The RAS plays a key role in maintaining hemodynamic stability, vascular tone and electrolyte homeostasis. Studies suggest that its physiological regulation is disturbed in sepsis and critical illness, which results in altered ACE functionality, reduced generation of Ang II and downregulation of Ang II receptors. Recent RCTs stipulate that Ang II is an effective and safe treatment for hypotension in patients with refractory vasodilatory shock, allowing for sparing of catecholamines. It may also have a role in cardiogenic, distributive and unclassified shock .
Innate to the human body are three molecules (catecholamines, vasopressin and angiotensin) that maintain and regulate BP. The addition of Ang II as a potential tool in the armamentarium against shock offers clinicians the opportunity to provide a ‘balanced’ approach to vasopressor therapy. The combination of different vasoactive drugs that mimic the natural response to severe vasodilatation and hypotension makes physiological sense . With this approach, the likelihood of hemodynamic recovery is enhanced and toxicity from large doses of monotherapy can be minimized.
Walsh M, Devereaux PJ, Garg AX, et al. Relationship between intraoperative mean arterial pressure and clinical outcomes after noncardiac surgery: toward an empirical definition of hypotension. Anesthesiology. 2013;119:507–15.
Salmasi V, Maheshwari K, Yang D, et al. Relationship between intraoperative hypotension, defined by either reduction from baseline or absolute thresholds, and acute kidney and myocardial injury after noncardiac surgery. Anesthesiology. 2017;126:47–65.
Cecconi M, De Backer D, Antonelli M, et al. Consensus on circulatory shock and hemodynamic monitoring. Task force of the European Society of Intensive Care Medicine. Intensive Care Med. 2014;40:1795–815.
Rhodes A, Evans LE, Alhazzani W, et al. Surviving sepsis campaign: international guidelines for management of sepsis and septic shock: 2016. Intensive Care Med. 2017;43:304–77.
Sakr Y, Reinhart K, Vincent J-L, et al. Does dopamine administration in shock influence outcome? Results of the Sepsis Occurrence in Acutely Ill Patients (SOAP) Study. Crit Care Med. 2006;34:589–97.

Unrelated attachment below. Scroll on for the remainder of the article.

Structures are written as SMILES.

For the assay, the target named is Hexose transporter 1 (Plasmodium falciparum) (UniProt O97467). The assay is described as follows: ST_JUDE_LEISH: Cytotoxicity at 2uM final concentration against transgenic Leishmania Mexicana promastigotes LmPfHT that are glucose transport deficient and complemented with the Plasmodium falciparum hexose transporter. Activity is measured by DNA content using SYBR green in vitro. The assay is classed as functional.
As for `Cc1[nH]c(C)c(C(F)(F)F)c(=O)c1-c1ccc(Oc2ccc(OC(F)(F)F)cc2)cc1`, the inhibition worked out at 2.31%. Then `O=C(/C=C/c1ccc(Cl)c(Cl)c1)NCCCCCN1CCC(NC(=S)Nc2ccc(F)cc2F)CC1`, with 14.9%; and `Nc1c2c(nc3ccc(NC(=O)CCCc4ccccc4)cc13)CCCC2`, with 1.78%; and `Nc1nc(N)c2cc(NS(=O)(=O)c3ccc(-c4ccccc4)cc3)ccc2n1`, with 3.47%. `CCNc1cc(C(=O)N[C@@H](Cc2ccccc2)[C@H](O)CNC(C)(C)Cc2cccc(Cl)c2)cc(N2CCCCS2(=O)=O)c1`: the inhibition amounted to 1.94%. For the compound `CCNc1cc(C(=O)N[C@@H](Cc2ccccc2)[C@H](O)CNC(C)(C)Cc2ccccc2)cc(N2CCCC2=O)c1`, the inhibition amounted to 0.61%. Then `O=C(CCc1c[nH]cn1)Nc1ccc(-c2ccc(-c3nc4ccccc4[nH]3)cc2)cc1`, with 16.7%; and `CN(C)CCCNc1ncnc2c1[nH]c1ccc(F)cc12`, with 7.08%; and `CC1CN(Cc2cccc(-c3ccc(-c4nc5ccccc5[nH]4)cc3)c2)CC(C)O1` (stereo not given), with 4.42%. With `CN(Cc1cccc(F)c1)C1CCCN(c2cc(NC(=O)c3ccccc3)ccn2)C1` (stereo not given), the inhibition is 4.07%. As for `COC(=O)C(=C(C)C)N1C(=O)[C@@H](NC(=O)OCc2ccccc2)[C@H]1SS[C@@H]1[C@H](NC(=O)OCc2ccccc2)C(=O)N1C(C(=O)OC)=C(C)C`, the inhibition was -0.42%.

Myburgh JA, Higgins A, Jovanovska A, et al. A comparison of epinephrine and norepinephrine in critically ill patients. Intensive Care Med. 2008;34:2226–34.
Russell JA, Walley KR, Singer J, et al. Vasopressin versus norepinephrine infusion in patients with septic shock. N Engl J Med. 2008;358:877–87.
Zhou F, Mao Z, Zeng X, et al. Vasopressors in septic shock: a systematic review and network meta-analysis. Ther Clin Risk Manag. 2015;11:1047–59.
Khanna A, English SW, Wang XS, et al. Angiotensin II for the treatment of vasodilatory shock. N Engl J Med. 2017;377:419–30.
Chawla LS, Busse L, Brasha-Mitchell E, et al. Intravenous angiotensin II for the treatment of high-output shock (ATHOS trial): a pilot study. Crit Care. 2014;18:534.
Correa TD, Takala J, Jakob SM. Angiotensin II in septic shock. Crit Care. 2015;19:98.
Tigerstedt R, Bergman P. Niere und Kreislauf. Scand Arch Physiol. 1898;8:223–71.
Correa TD, Takala J, Jakob S. Angiotensin II in septic shock. Crit Care. 2015;19:98.
Paul M, Mehr A, Kreutz R. Physiology of local renin-angiotensin systems. Physiol Rev. 2006;86:747–803.
Kopf P, Campbell W. Endothelial metabolism of angiotensin II to angiotensin III, not angiotensin (1–7), augments the vasorelaxation response in adrenal cortical arteries. Endocrinology. 2013;154:4768–76.
Fyhrquist F, Saijonmaa O. Renin-angiotensin system revisited. J Intern Med. 2008;264:224–36.
Steckelings UM, Kaschina E, Unger T. The AT2 receptor – a matter of love and hate. Peptides. 2005;26:1401–19.
Bucher M, Hobbhahn J, Kurtz A. Nitric oxide-dependent down-regulation of angiotensin II type 2 receptors during experimental sepsis. Crit Care Med. 2001;29:1750–5.
Carey RM, Wang ZQ, Siragy HM. Role of the angiotensin type 2 receptor in the regulation of blood pressure and renal function. Hypertension. 2000;35:155–63.
Zhang W, Chen X, Huang L, et al. Severe sepsis: Low expression of the renin-angiotensin system is associated with poor prognosis. Exp Ther Med. 2014;7:1342–8.
Dong LW, Chang YZ, Tong LJ, Tang J, Su JY, Tang CS. Role of regulatory peptide in pathogenesis of shock. Sci China B. 1994;37:162–9.
Dunn CW, Horton JW. Role of angiotensin II in neonatal sepsis. Circ Shock. 1993;40:144–50.
Chawla LS, Busse LW, Brasha-Mitchell E, Alotaibi Z. The use of angiotensin II in distributive shock. Crit Care. 2016;20:13.
Wray GM, Coakley JH. Severe septic shock unresponsive to noradrenaline. Lancet. 1995;346:1604.
Salgado DR, Rocco JR, Silva E, Vincent J-L. Modulation of the renin-angiotensin-aldosterone system in sepsis: a new therapeutic approach? Expert Opin Ther Targets. 2010;14:11–20.